Unification

Dr. Bernhard Maleck

  |   Programs:
b_maleck

Bernhard Maleck has been teaching at IES Abroad Berlin since 1995. Previously, he has taught at the Humboldt-Universität zu Berlin and Johns Hopkins University, and was the recipient of a Fellowship for research at the John F. Kennedy Institute of North American Studies at the Freie Universität Berlin. He also served as… Read more >

Professor Jeffrey Anderson

  |   Programs:
j-anderson

Dr. Jeffrey J. Anderson is Graf Goltz Professor and Director of the BMW Center for German and European Studies at the Edmund A. Walsh School of Foreign Service, Georgetown University. He is an expert in European politics, with special emphasis on the European Union and postwar German politics and foreign policy, and… Read more >

Forging the Future of Germany and Europe: Reflections on 20 Years of German Unification

Cover Forging the future of Germany and Europe

The questions, choices, and decisions that Germany of 2010 faces today are vastly different than those the two Germanys confronted over two decades ago. This special publication, made possible by the Dräger Foundation, looks back not only at the changes in Germany as they unfolded in 1989 and 1990, but offers views on Germany’s role in Europe and the world in the decades to come.

Die deutsche Einheit als Ergebnis eines historischen Prozesses und als Aufgabe der Gegenwart und Zukunft

b_maleck

In this Transatlantic Perspectives essay, Dr. Bernhard Maleck, currently a professor at Humboldt Universität zu Berlin and a regular participant in AICGS events, looks at how “Ossis” and “Wessis” view unification today, focusing on both the history leading up to unification as well as the changes the Federal Republic has undergone since then.

Der 9. November 1989 – Eine Erinnerung aus frauenpolitischer Sicht

The process surrounding the fall of the Berlin Wall brought new freedoms for German women from the East, but at the same time new problems as well, writes Dr. Eva Maleck-Lewy, professor at Humboldt Universität zu Berlin and a regular participant in AICGS events. This Transatlantic Perspectives essay examines the post-Berlin Wall transformation of women in Germany and discusses the remaining problems facing German women at current.

The Lasting Division of Germany: Two Germanys – Still Far from United

Legner

In this Transatlantic Perspectives essay, Johann Legner and Linda Teuteberg examine how the legacy of forty years of the GDR affects politics in eastern Germany today. The authors provide two different views on the political developments in eastern Germany, with one reflecting from the viewpoint of a journalist who has observed the developments in East Germany for more than twenty-five years, and the other from the viewpoint of a young politician in the Brandenburg state legislature.

The Awakening of the East: Economic Development in the Eastern Federal States

Klaus Deutsch

In this Transatlantic Perspectives essay, Dr. Klaus Deutsch and Sascha Brok use the twentieth anniversary of the fall of the Berlin Wall as an opportunity to look at the development of the eastern states, and write that despite a rosy outlook, much work remains to improve economic conditions, especially when it comes to unemployment and overall quality of life.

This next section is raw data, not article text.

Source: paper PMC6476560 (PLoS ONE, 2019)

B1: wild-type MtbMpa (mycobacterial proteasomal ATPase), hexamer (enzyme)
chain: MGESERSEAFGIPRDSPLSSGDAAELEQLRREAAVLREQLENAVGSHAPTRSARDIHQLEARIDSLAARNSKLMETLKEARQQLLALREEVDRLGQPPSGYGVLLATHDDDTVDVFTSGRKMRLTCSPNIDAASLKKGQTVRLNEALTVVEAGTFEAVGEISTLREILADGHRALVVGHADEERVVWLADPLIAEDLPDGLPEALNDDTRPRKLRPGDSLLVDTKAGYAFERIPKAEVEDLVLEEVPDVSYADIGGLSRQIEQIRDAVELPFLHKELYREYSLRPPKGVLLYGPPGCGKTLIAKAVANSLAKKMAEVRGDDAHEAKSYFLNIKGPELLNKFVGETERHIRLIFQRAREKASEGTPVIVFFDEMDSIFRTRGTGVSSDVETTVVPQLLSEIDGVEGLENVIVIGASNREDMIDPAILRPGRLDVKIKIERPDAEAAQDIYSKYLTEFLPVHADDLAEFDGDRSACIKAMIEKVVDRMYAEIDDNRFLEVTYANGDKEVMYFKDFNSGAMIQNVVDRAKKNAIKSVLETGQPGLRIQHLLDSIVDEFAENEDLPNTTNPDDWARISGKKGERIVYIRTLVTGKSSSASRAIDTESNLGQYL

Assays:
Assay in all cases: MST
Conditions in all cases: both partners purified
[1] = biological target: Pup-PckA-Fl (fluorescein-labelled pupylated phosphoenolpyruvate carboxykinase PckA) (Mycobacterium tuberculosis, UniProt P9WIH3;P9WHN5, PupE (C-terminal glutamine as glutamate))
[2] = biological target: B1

“Particularly in Berlin”: Cultural Policy in the Unified Capital

Senior Non-Resident Fellow Dr. Torsten Wöhlert, Press Spokesman for the Berlin Senate on Cultural Affairs, examines how the different cultural-political traditions in eastern and western Germany were affected by unification and in particular unification’s impact on cultural Berlin. Dr. Wöhlert states that given the financial circumstances of a nearly bankrupt city, the resume of cultural unification in Berlin is a positive one: With substantial federal aid Berlin has managed to preserve and restore its rich cultural heritage and is now the place to be for the creative class and artists from all over the world.

German Unity – A Project

kuczynski

The Wall should have been left standing: as a memorial. As a commemoration in stone it would be a resistance to amnesia. Because the past is uncertain, and becomes ever more uncertain over the years, even when we try to remember how it really was, we can no longer speak with certainty. We must rely on our memory and that is deceptive and hallucinatory…

What Happened to the Blooming Landscapes?

By:   |   Programs:

In this Transatlantic Perspectives essay, AICGS Senior Non-Resident Fellow Dr. Jennifer Hunt, Professor of Economics at McGill University, examines why sustained economic growth in eastern Germany has proved elusive despite transfers of €1 trillion from western Germany. Dr. Hunt writes that the puzzle of this discrepancy is whether the stalled convergence with western Germany is related to initial policy mistakes, to shortcomings in current policies, or to emigration.

  • Page 1 of 3
  • 1
  • 2
  • 3